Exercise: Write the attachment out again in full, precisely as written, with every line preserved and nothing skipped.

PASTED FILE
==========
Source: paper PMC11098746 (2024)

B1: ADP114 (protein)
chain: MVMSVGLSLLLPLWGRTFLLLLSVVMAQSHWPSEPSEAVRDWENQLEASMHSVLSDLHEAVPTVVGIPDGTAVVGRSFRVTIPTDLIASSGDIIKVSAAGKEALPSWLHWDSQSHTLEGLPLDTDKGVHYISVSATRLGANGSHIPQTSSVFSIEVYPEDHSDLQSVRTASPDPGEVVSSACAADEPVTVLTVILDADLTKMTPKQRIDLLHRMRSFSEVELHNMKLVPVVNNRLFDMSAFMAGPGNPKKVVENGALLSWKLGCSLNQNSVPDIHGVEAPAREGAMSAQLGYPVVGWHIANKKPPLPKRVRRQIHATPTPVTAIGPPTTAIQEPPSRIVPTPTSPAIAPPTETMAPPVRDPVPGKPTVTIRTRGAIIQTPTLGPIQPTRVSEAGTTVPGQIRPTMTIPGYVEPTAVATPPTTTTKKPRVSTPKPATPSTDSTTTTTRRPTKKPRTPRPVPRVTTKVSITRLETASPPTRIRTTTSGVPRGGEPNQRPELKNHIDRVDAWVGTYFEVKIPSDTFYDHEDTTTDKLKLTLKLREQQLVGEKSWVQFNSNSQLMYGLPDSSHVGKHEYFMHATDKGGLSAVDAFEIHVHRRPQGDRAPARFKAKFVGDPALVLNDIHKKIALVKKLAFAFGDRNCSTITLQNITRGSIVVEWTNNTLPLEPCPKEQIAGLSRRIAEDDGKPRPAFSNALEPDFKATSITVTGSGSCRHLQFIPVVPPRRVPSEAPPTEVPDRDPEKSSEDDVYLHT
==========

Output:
Source: paper PMC11098746 (2024)

B1: ADP114 (protein)
chain: MVMSVGLSLLLPLWGRTFLLLLSVVMAQSHWPSEPSEAVRDWENQLEASMHSVLSDLHEAVPTVVGIPDGTAVVGRSFRVTIPTDLIASSGDIIKVSAAGKEALPSWLHWDSQSHTLEGLPLDTDKGVHYISVSATRLGANGSHIPQTSSVFSIEVYPEDHSDLQSVRTASPDPGEVVSSACAADEPVTVLTVILDADLTKMTPKQRIDLLHRMRSFSEVELHNMKLVPVVNNRLFDMSAFMAGPGNPKKVVENGALLSWKLGCSLNQNSVPDIHGVEAPAREGAMSAQLGYPVVGWHIANKKPPLPKRVRRQIHATPTPVTAIGPPTTAIQEPPSRIVPTPTSPAIAPPTETMAPPVRDPVPGKPTVTIRTRGAIIQTPTLGPIQPTRVSEAGTTVPGQIRPTMTIPGYVEPTAVATPPTTTTKKPRVSTPKPATPSTDSTTTTTRRPTKKPRTPRPVPRVTTKVSITRLETASPPTRIRTTTSGVPRGGEPNQRPELKNHIDRVDAWVGTYFEVKIPSDTFYDHEDTTTDKLKLTLKLREQQLVGEKSWVQFNSNSQLMYGLPDSSHVGKHEYFMHATDKGGLSAVDAFEIHVHRRPQGDRAPARFKAKFVGDPALVLNDIHKKIALVKKLAFAFGDRNCSTITLQNITRGSIVVEWTNNTLPLEPCPKEQIAGLSRRIAEDDGKPRPAFSNALEPDFKATSITVTGSGSCRHLQFIPVVPPRRVPSEAPPTEVPDRDPEKSSEDDVYLHT